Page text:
The filmmaker who followed the trajectory of 'fearless' Ilhan Omar
Director Norah Shapiro tells us the story behind her documentary ‘Time for Ilhan’
When Ilhan Omar became the first Somali-American Muslim woman to be elected to state office in the United States, joining the House of Representatives on the night Donald Trump became President, The New York Times announced her success was “one of the bright lights in the post-election darkness”.
In the film Time For Ilhan, which is now available on streaming services, award-winning Minneapolis director Norah Shapiro followed Omar on the campaign trail, detailing the efforts of the hijab-wearing politician to become State Representative in Minnesota’s State District 60B, home to the largest Somali community in the US.
The documentary highlights the political savvy and charm the former refugee needed to defeat the long-serving incumbent Phyllis Kahn, who held the seat for more than 40 years, and fellow candidate Mohamud Noor, a Somali-American computer scientist who split the Somali vote.
“Frankly, Ilhan did not have the majority within the Somali community, contrary to what might appear from the outside,” says Shapiro. “She pulled people from across the spectrum. She attracted so many people from different identity groups to her.”
It was Omar’s sister who told Shapiro about the Muslim 30-something thinking about running for government. Shapiro knew immediately that she wanted to make a film about Omar. “It would be disingenuous if I didn’t acknowledge that I was specifically drawn to her story because of her identity,” the director says. “That’s absolutely true. But it was not only because of her identity.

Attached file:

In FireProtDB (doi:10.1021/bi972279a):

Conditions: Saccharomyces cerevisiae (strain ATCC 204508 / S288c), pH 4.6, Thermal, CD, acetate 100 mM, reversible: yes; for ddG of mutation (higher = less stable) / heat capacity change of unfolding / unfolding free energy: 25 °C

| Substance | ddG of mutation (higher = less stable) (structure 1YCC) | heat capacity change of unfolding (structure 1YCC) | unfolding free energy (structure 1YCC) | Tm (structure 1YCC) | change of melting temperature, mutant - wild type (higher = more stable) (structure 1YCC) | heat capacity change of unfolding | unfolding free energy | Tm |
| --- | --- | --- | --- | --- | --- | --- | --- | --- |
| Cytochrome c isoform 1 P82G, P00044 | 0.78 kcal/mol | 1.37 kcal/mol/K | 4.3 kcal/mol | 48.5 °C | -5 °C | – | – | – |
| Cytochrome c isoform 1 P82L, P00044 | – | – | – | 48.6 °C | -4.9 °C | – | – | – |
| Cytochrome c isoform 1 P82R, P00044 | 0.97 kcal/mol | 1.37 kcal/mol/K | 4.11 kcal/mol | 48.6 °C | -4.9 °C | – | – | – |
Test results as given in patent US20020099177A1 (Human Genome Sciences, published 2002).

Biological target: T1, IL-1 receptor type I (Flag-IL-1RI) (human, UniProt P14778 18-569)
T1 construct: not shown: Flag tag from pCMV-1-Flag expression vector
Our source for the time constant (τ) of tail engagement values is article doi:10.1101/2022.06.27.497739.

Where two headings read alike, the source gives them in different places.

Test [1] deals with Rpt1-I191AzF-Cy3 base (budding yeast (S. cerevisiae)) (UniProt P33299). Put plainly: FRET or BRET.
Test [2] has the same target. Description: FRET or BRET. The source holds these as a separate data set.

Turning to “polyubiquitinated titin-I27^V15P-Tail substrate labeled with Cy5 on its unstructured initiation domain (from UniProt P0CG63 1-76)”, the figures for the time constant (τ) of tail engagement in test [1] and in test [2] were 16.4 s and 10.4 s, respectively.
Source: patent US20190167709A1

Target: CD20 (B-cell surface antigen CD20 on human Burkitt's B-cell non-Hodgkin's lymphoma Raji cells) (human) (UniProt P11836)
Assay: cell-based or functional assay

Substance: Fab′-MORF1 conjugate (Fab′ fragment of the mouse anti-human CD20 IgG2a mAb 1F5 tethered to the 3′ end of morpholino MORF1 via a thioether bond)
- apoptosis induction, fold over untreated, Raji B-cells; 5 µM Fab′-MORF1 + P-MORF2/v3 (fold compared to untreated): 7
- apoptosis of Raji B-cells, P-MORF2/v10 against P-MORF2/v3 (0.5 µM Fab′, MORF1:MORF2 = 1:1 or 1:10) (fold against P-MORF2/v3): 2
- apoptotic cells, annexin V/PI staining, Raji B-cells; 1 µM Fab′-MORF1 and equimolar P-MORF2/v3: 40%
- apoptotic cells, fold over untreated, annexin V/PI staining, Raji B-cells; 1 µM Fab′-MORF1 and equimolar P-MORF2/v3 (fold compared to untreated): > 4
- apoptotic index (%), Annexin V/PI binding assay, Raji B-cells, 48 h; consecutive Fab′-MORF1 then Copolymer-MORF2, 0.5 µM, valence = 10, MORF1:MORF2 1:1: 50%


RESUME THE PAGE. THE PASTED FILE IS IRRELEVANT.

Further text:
“I wondered what the dynamic of Ilhan, with her identities, what challenging a white Jewish incumbent elder female and a Somali man was going to bring. And actually that Muslim-Jewish issue did not come up at all in that race, which was fascinating to me.”
A rising star in the political world
The first time the director met with Ilhan was in a Starbucks. Shapiro was immediately impressed. “It was clear to me that even if she didn’t win the election, she was a star rising,” Shapiro says.
They agreed to meet again, this time with both Omar’s campaign manager and her communications director. “We had a long talk about what I was hoping to accomplish, what the issues that stood out to me were and how I was going to address any of their concerns,” Shapiro says. “I agreed that nothing would be released until after that election was resolved.”
Shapiro was granted artistic and editorial independence, access to the inner workings of the campaign, such as strategy meetings, and was also allowed to film Omar’s home, including her husband and children. By doing this, Shapiro shows Omar as a person, rather than reducing her to a representation of her race, gender and religious beliefs, which has been a tactic of some of her detractors, as well as her supporters.
'I'm there as a storyteller'
The filmmaker followed Omar around for almost two years, and so Shapiro shows the rough as well as the smooth. After the election in 2016, there were accusations that Omar had been married to two men at the same time and that she committed immigration fraud. The presentation of the evidence echoed the furore surrounding Barack Obama’s birth certificate.